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Casey Kasem’s situation shows importance of powers of attorney

by | Jun 26, 2014 | Estate Administration And Probate |

People in California probably know Casey Kasem as the voice of Top 40 radio and one of the most memorable personalities on the airwaves. Kasem died on June 15 at the age of 82, and according to reports, was the subject of a moving tribute marked by heartfelt speeches from family, friends and loved ones. However, things were not always so pleasant in the days and months leading up to Kasem’s death, as a bitter family feud over his medical care erupted between his spouse and his children.

Kasem had been diagnosed with Lewy Body disease, a form of dementia that causes a progressive decline in cognitive ability, the effects of which may resemble Alzheimer’s disease. In 2007 he signed a living will, giving his daughter Kerri authority over his medical care, including making end-of-life decisions for the beleaguered former radio host.

By 2014 Kasem was in a nursing home, but shortly after a visit from his children, his wife Jean absconded with him without telling the children, who went on a frantic search for the two. He was finally located in Washington, where his wife had taken him, but since that time his condition had deteriorated substantially. Kerri ordered doctors to transport him to the hospital immediately.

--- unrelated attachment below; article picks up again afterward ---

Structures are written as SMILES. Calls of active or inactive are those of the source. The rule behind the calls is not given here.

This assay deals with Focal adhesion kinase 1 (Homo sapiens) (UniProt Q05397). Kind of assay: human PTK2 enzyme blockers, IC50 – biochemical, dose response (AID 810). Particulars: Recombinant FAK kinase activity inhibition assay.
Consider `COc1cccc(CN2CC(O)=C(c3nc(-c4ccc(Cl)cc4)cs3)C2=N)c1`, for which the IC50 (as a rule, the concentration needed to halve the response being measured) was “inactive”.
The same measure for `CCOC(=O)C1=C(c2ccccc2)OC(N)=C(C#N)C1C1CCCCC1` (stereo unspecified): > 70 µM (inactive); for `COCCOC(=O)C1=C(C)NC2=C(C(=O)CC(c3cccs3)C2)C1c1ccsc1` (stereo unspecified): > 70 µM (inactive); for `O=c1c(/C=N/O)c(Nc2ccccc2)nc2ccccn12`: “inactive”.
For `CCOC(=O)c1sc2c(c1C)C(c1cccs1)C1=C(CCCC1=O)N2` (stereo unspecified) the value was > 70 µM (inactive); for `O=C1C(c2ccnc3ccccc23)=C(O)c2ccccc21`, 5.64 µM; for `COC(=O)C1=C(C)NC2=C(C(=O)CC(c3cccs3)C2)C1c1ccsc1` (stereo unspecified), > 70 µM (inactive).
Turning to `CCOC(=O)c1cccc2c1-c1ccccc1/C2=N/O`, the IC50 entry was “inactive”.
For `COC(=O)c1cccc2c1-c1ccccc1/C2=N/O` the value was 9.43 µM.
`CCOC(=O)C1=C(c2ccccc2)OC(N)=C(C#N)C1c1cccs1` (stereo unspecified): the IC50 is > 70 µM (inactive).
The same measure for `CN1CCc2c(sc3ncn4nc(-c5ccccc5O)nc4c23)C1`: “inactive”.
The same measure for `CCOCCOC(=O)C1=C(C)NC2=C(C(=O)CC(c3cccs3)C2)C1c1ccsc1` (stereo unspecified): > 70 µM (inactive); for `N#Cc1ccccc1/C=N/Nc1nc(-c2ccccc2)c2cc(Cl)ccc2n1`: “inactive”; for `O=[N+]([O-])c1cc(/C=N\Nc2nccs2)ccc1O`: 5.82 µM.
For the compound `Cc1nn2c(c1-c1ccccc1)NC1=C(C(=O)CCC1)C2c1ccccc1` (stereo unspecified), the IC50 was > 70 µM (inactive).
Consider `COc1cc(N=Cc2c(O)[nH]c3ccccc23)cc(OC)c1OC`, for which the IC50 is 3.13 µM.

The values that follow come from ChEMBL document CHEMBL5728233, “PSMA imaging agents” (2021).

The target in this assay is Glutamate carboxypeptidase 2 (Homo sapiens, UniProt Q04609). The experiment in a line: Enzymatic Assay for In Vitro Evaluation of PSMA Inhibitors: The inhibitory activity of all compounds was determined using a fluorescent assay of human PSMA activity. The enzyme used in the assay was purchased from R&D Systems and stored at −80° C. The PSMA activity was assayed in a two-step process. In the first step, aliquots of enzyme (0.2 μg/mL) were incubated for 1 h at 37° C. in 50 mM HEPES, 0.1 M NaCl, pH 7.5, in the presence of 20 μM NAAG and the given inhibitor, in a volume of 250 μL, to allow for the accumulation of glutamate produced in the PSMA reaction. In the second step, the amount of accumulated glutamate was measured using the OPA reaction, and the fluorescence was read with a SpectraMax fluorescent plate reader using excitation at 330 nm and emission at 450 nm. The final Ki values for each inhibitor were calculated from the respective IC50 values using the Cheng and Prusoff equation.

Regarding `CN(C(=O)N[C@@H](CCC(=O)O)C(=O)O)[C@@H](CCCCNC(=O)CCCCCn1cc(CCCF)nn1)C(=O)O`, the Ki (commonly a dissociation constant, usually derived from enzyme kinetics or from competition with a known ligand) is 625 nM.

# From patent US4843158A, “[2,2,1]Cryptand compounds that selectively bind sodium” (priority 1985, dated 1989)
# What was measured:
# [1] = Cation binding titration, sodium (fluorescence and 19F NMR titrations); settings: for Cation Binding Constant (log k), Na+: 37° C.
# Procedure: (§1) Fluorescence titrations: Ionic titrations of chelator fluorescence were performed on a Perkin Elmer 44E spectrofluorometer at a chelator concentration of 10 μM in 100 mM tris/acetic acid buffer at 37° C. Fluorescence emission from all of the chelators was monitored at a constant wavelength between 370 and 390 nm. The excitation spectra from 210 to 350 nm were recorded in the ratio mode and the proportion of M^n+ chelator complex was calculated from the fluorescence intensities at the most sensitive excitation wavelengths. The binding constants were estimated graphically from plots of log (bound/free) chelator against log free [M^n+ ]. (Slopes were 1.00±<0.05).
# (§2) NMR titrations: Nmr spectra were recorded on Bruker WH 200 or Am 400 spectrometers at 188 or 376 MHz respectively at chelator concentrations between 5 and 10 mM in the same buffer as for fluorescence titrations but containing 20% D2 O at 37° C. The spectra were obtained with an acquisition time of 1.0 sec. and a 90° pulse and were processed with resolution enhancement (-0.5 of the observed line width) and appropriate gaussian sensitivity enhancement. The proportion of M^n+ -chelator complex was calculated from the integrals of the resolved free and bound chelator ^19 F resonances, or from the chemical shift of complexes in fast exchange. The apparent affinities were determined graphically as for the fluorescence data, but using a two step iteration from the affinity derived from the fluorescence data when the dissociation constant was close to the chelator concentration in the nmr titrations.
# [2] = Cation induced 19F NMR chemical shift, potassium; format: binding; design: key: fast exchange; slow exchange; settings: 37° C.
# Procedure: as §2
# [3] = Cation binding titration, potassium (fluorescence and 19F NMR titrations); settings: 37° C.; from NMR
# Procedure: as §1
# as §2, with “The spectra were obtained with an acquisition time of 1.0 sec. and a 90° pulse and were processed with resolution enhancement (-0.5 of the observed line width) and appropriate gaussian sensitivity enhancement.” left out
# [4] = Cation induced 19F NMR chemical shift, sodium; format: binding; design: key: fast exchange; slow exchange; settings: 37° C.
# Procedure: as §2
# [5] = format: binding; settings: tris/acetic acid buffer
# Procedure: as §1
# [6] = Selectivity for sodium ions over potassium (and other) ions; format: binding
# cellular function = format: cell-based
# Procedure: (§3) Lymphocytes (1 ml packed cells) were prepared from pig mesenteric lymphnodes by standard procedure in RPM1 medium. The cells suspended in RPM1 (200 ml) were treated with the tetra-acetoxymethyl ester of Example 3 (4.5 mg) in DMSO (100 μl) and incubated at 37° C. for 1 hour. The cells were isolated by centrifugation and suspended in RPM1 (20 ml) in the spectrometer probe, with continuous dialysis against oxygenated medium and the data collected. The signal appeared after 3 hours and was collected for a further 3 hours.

According to doctors, Kasem was in very poor health and would probably not survive his infections. Due to Kerri’s being named in the health care directive, which is a document that can give someone powers of attorney, she was able to get the hospital to provide comfort care, knowing the end was near for her father and helping him go as peacefully as possible.

Any person who is concerned about their own health care in the future can benefit from considering these questions of estate administration, and may want to include a living will or health care directive as part of their plan. With the help of an experienced family law attorney, such a directive could prevent a lot of pain and family squabbling among heirs and other family members in the future.

Source: Forbes, “Casey Kasem teaches lessons on end of life planning and elder abuse,” Danielle and Andy Mayoras, June 12, 2014

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